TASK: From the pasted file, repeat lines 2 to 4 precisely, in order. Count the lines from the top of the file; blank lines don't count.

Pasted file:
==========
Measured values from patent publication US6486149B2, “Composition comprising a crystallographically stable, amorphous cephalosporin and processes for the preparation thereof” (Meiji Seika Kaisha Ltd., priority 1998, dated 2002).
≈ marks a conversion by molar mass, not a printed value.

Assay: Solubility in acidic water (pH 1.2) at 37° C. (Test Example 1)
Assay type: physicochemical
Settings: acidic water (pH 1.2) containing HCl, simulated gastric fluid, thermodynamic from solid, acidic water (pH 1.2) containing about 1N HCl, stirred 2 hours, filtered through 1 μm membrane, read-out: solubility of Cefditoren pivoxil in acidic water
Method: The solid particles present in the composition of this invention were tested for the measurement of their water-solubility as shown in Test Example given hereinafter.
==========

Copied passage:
≈ marks a conversion by molar mass, not a printed value.

Assay: Solubility in acidic water (pH 1.2) at 37° C. (Test Example 1)
Assay type: physicochemical